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Northern Ireland is renowned for bus manufacturing, including Wrightbus’s New Routemaster hybrid model, which is famously operating around London today, and I know that the new owners are pioneering hydrogen technology. As part of “New Decade, New Approach”, the UK Government are providing £50 million to support the roll-out of ultra low emission public transport in Northern Ireland. I am in no doubt that Northern Ireland manufacturers will continue to lead the way in developing these next-generation buses.
I thank the Minister for that reply, and it is very welcome that money is going to electric buses and, indeed, ultra low emission buses, including hydrogen technology, but when I contacted my local bus company, National Express, it confirmed that the 29 vehicles already ordered are being built in Britain, but would not commit for future orders. It went on to express a hope that capacity would grow with demand—not just from it, but from other operators. Does the Minister agree that there is a real role for the Government here, and will he push for a whole of Government and industry approach to ensure that cash flowing into electric and low emission buses benefits bus builders in the United Kingdom, including Wrights in Ballymena?
The right hon. Gentleman makes a very good point. As he will know, the Prime Minister announced new funding to overhaul bus links in England and made a commitment to at least 4,000 new zero-emission buses. We want to work with the industry to ensure that those buses are flowing through to orders to all those UK companies, including, as he says, Wrights in Ballymena.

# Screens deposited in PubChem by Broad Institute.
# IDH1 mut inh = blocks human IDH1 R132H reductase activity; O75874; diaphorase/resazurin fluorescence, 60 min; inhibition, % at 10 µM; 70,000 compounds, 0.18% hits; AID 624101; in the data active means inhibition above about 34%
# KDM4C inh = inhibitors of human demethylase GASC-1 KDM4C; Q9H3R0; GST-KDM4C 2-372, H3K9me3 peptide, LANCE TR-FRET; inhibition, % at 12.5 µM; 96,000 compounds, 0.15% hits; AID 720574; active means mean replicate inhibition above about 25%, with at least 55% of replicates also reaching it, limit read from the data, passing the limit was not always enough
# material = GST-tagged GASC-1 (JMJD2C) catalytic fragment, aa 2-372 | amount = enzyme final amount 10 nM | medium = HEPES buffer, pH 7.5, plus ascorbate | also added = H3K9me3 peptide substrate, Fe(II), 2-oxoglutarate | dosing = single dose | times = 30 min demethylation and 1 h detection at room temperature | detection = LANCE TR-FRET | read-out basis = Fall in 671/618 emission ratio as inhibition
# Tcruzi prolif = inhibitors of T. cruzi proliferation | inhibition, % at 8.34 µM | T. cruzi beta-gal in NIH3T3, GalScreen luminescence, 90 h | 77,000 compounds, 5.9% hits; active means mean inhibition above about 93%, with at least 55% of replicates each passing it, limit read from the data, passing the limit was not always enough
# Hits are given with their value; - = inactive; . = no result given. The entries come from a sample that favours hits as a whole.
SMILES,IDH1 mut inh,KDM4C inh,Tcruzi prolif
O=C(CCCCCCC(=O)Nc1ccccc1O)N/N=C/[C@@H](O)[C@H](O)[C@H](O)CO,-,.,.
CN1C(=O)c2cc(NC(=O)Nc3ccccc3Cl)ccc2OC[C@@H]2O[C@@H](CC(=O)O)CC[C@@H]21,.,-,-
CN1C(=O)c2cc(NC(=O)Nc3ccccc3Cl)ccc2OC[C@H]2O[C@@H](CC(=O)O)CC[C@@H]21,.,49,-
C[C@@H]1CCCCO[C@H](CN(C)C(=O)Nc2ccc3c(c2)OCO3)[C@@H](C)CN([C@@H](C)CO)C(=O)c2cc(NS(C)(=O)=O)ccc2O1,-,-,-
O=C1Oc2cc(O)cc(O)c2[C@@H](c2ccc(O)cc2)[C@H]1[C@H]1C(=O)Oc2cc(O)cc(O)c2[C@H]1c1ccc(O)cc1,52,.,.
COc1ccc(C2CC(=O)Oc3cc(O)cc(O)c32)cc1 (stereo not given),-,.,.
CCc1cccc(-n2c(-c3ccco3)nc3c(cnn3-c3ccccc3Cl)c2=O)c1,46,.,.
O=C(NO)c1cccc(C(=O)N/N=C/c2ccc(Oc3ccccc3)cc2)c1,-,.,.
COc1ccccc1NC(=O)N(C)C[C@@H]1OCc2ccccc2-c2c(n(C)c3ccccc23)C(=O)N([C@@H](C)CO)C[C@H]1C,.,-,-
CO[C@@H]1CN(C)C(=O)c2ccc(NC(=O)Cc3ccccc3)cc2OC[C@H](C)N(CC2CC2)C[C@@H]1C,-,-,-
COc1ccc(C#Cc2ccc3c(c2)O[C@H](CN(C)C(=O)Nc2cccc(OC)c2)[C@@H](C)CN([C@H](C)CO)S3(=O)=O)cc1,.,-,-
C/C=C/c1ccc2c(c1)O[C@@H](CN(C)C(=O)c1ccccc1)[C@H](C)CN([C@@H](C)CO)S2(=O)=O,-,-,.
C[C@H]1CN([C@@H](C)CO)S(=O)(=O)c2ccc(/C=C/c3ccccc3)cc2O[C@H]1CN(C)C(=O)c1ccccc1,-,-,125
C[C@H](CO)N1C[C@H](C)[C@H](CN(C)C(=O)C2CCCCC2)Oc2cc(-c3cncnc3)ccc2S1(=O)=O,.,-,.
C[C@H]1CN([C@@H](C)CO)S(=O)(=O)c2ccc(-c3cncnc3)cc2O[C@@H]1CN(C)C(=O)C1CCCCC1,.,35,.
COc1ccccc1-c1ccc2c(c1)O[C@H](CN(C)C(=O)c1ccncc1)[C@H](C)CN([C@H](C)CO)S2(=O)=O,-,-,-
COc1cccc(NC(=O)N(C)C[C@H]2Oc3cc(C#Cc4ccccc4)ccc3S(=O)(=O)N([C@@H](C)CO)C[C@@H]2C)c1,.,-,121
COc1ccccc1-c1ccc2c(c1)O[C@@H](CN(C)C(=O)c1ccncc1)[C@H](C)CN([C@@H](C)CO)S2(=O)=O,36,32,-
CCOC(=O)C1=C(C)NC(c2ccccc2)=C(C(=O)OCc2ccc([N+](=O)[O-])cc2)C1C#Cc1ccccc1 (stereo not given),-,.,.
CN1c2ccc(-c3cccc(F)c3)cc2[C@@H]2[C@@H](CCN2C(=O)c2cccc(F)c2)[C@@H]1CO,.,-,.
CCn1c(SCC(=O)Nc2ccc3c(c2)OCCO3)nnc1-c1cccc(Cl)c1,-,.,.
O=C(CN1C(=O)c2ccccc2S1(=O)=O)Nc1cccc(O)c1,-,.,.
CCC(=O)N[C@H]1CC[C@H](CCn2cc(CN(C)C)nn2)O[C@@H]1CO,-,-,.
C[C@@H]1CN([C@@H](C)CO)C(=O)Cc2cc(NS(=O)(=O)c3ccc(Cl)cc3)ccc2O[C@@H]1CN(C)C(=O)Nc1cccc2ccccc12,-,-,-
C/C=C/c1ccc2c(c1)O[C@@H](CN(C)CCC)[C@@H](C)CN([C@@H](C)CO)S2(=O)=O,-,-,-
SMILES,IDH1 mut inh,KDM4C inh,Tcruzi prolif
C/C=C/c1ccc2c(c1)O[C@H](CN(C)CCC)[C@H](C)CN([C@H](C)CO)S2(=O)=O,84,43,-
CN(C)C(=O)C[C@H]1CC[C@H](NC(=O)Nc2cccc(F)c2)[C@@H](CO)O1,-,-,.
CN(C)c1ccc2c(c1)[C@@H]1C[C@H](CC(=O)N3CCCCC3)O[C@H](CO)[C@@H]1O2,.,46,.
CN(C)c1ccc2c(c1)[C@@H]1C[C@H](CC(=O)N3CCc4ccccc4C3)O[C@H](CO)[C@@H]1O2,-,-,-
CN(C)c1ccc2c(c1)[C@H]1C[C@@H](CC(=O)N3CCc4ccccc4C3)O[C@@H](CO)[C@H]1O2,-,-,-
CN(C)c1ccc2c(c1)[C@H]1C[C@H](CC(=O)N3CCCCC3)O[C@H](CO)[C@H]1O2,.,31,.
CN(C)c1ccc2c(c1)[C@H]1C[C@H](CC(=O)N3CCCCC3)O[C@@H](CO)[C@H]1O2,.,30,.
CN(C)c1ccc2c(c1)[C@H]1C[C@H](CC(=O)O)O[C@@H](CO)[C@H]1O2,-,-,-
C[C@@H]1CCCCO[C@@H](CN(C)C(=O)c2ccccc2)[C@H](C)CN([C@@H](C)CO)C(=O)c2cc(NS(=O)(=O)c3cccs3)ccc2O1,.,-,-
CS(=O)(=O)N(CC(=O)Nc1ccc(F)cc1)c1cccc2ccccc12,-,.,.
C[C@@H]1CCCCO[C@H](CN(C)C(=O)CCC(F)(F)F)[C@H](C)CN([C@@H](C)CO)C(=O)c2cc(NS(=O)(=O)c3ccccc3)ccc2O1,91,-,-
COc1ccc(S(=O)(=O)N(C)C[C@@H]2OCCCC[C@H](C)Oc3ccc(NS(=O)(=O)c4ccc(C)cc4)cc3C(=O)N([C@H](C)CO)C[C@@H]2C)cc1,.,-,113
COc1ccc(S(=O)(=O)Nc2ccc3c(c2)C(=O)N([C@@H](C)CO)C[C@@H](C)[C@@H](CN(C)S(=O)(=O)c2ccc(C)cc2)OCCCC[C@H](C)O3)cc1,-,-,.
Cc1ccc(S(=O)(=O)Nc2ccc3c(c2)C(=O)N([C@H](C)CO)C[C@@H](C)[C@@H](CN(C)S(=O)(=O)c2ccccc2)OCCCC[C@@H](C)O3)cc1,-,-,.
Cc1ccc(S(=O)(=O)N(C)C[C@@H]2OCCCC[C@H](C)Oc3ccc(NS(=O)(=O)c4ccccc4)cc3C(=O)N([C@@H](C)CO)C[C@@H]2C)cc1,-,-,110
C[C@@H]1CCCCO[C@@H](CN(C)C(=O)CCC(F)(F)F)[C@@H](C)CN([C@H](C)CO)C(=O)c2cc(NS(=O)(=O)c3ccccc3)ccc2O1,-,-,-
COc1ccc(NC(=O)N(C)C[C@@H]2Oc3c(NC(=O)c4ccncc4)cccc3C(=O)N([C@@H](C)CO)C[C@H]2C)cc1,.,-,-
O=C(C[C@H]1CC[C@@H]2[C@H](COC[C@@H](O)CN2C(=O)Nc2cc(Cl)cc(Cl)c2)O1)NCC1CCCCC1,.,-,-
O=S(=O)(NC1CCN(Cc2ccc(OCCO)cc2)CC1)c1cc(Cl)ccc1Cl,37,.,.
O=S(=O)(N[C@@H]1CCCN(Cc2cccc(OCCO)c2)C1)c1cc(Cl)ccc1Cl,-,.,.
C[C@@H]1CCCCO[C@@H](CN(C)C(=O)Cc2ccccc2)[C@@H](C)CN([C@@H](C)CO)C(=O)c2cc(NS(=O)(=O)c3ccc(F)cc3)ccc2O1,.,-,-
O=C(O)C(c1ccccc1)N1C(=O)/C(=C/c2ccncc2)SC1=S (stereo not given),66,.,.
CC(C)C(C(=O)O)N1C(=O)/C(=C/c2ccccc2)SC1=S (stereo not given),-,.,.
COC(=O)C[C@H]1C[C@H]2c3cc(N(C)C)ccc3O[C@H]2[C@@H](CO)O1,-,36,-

I agree whole- heartedly with the question that has just been asked. On an immediate strategy for bus builders and bus operators, the Government could underwrite Transport for London, Birmingham buses, Translink and National Express, encourage them to make the orders that they have already indicated that they wish to make over the next year, and put at least £100 million of liquidity into manufacturing in Northern Ireland and across the UK overnight. That would cost the taxpayer nothing— they are paying for this anyway—but it would allow manufacturers to continue and employees to have surety of employment and the ability to put bread on the table. I urge the Government to adopt this strategy.
I always listen carefully to the hon. Gentleman’s representations, and I am very happy to discuss that with colleagues at the Department for Transport. Further details are being developed alongside our national bus strategy, which we expect to publish later this year, but I absolutely understand the importance of the issues he raises and, as I say, I am happy to undertake that discussion.